Saudi Arabia intends to turn Mecca into Las Vegas with project Abraj Kudai


/ published 7 years ago

Saudi Arabia intends to turn Mecca into Las Vegas with project Abraj Kudai

The hotel will have more than 10,000 bedrooms, 70 high class restaurants, and the 45 stories tall hotel will have 12 towers on top of a 10-story podium. The podium will feature food courts, shopping malls, bus stations and an extravagant ballroom

Project Abraj Kudai is a project by the Saudi Royal family. The family intends to build a hotel in Mecca, the sacred city which is due for opening in 2017. Four helipads will cluster around the hotel, which will be the second tallest building in the world, and the hotel with the most rooms in the world. The project is just the latest in the row of a progress that started with Saudi Arabia trying to turn Mecca, the ancient and sacred city, into a Las Vegas like city in the Middle East. The unveiling of Abraj Kudai in 2017 will be the pinnacle of the process.

The wealth and luxury of the hotel

Everything about Abraj Kudai screams wealth and luxury .For starters, the top floor of the hotel will be the house of the largest Islamic domes in the world. The dome will be surrounded by four helipads where rich people will be able to land. Five floors of the exclusive hotel will be reserved for the Royal family.

The hotel will have more than 10,000 bedrooms, 70 high class restaurants, and the 45 stories tall hotel will have 12 towers on top of a 10-story podium. The podium will feature food courts, shopping malls, bus stations and an extravagant ballroom.

The project costs more than $3.5 billion and is funded by the Saudi Ministry of Finance. The Dar al-Handasah group is responsible for the design of the hotel.

The total site area of the Abraj Kudai should go over 60,000 square meters, while the built-up area goes beyond 1.4 million square meters.

The interior

The Royal Saudi family has hired Areen Hospitality, a design company from London to design the interior of the hotel. According to initial reports from the design company, the interior of the rooms will feature palatial luxury that is often seen in the region of Saudi Arabia.

The hotel will have 12 towers, two of which will be used for luxurious five-star accommodations. The main 10 towers will provide four-star luxury.

Andrew Lindwood, the head of design at the London based company said that they feel this is a challenge, but they will try their best to maintain the creative essence of the Saudi region. The firm has already started planning and programming for the interior, even though the hotel is not yet built.

What the future holds for Mecca?

The Abraj Kudai is just the start of the transformation of Mecca into Las Vegas-like city. While the Kudai is planned for 2017 opening, another big hotel might emerge in the city before.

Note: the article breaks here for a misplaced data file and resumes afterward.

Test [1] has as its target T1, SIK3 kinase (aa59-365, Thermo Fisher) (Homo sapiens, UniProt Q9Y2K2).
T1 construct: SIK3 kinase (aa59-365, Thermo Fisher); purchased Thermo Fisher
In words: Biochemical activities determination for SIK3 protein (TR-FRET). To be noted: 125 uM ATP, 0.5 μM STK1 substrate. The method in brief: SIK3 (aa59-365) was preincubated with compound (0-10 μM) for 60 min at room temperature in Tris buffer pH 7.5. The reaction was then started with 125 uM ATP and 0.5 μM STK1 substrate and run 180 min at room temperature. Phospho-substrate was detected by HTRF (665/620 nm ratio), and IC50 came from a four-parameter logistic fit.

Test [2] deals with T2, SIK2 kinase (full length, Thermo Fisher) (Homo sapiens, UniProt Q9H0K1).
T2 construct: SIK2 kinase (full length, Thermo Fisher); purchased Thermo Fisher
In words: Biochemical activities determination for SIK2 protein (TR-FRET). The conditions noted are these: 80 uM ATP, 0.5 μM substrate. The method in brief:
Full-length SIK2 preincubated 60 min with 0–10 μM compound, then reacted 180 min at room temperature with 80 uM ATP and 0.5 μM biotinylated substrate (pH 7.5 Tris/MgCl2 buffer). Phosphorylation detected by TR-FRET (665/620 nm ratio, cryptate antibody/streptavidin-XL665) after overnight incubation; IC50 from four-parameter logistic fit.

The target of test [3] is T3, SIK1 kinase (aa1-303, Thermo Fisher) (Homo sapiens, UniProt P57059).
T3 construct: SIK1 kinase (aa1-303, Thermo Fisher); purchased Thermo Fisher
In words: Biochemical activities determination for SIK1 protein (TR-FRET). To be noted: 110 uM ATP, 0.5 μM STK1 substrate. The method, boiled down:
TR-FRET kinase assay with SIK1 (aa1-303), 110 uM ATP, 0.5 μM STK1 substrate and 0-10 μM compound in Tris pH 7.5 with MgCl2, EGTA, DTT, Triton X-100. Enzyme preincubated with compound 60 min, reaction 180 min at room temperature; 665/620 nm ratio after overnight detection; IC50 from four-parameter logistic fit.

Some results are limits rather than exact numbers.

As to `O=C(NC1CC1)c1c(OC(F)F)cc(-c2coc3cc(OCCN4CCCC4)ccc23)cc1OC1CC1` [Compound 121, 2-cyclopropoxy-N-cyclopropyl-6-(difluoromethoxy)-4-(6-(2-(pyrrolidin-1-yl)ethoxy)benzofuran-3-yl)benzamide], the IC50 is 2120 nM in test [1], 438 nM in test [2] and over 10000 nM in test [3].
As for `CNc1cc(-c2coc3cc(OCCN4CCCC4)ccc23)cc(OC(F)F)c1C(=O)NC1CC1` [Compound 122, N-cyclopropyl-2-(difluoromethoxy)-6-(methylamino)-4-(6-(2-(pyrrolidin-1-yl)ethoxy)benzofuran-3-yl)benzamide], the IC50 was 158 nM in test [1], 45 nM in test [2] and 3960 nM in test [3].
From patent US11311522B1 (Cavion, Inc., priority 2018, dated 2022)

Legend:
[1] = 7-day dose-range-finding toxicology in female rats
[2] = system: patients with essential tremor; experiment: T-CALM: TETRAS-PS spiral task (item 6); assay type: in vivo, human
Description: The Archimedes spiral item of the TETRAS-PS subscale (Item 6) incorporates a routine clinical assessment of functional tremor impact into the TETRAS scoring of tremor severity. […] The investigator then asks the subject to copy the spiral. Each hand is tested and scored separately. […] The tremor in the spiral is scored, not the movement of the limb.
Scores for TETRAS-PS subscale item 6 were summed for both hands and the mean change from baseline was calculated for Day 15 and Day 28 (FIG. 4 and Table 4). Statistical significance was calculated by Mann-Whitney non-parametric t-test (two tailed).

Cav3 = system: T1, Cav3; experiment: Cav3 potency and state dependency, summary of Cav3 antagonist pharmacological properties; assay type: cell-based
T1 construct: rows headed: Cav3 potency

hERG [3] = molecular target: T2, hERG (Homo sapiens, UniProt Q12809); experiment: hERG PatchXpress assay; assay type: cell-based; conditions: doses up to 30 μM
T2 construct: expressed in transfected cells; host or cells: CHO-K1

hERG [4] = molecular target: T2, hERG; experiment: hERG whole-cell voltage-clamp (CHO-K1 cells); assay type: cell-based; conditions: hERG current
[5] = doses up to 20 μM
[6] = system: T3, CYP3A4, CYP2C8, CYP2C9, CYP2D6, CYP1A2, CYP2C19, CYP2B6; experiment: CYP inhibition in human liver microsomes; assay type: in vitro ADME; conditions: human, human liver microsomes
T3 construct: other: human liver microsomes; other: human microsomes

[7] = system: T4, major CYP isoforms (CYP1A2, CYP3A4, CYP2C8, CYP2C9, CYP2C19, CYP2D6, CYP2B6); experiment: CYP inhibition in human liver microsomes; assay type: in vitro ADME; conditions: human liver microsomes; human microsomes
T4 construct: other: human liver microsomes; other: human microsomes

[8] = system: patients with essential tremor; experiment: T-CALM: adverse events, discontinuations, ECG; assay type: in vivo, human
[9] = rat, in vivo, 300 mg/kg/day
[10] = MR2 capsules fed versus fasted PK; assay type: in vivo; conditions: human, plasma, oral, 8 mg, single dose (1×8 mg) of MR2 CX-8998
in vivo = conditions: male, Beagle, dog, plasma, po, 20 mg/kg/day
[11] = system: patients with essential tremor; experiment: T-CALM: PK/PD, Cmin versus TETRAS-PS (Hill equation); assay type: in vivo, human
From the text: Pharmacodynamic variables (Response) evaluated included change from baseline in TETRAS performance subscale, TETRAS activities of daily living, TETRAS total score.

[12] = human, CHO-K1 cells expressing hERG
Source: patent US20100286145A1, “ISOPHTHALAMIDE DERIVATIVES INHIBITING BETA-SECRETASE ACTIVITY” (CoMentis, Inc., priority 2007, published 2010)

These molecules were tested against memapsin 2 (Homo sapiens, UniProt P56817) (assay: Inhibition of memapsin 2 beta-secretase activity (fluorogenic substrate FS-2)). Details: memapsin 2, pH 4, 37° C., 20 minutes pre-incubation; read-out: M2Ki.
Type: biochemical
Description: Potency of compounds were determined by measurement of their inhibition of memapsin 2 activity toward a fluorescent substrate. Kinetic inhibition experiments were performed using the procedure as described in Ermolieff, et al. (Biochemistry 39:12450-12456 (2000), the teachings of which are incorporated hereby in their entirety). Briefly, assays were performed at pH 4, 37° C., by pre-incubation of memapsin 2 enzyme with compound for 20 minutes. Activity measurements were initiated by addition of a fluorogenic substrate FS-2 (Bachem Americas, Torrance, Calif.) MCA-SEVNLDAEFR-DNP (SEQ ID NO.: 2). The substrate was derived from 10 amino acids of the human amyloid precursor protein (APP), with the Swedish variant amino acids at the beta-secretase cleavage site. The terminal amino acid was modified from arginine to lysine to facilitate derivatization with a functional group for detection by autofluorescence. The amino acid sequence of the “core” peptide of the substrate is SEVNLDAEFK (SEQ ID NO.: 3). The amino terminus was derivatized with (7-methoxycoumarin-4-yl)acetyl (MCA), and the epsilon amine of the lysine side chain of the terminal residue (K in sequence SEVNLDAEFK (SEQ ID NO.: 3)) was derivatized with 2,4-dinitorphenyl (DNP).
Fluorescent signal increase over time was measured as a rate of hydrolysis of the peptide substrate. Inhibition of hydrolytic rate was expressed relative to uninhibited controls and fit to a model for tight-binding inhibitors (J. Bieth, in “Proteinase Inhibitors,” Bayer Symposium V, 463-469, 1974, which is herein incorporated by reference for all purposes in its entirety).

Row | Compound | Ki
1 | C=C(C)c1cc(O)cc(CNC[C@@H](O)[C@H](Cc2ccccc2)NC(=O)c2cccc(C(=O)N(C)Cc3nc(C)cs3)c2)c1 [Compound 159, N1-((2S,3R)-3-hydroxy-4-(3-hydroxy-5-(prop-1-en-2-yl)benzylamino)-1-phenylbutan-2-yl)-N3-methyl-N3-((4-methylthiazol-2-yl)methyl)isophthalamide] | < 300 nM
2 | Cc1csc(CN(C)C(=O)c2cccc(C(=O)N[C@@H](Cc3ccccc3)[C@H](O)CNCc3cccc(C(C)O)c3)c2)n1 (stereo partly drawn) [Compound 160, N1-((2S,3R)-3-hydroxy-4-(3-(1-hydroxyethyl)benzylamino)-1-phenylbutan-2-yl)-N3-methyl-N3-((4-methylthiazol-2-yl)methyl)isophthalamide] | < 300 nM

According to sources, Hilton is also planning a hotel in the city. The worldwide brand is developing the Conrad Makkah. The hotel is due for opening in 2016 and should help with accommodations and the rising number of pilgrims coming to the city. Conrad Makkah will be the first Conrad in the Saudi Arabia. Hilton also opened the Hilton Makkah Convention Hotel in Mecca, and the Hyatt Regency will start accepting reservations from July.

For comparison, the largest hotels in Las Vegas offer 7117 rooms. Those are the Palazzo and the Venetian, with the MGM Grand close second with 6852 rooms available for reservations. When opened, the Abraj Kudai will offer more than 10,000 bedrooms, which is 3,000 more than the largest hotels in Vegas.

Losing identity?

And while many applaud the Saudi royal family for trying to build such a majestic building, there are also some that point the finger towards the family for losing identify of the city.

According to Irfan Al-Alawi, who is part of Islamic Heritage Research Foundation based in the UK, the city is living the “last days of Mecca” and is turning into Mecca-hattan. Construction has turned the pilgrimage into a Las Vegas experience. Previously, the pilgrimage was known for its simple rite of passage, but now constructions have cast a shadow over it. Most pilgrims can’t afford the experience, and the pilgrimage is challenging for some people as they pray in the wrong direction. The reason is that they cannot see the mosque and do not know which way the mosque is.

Alawi is one of the people trying to save the little heritage that is left in Mecca. When completed, the Abraj hotel will be the second tallest building in the whole world, and it is already casting shadow as the Grand Mosque is loomed over.

During Hajj, more than 2 million pilgrims visit the city, with additional 20 million coming through the year. The place has become a popular venue even for weddings and conferences.

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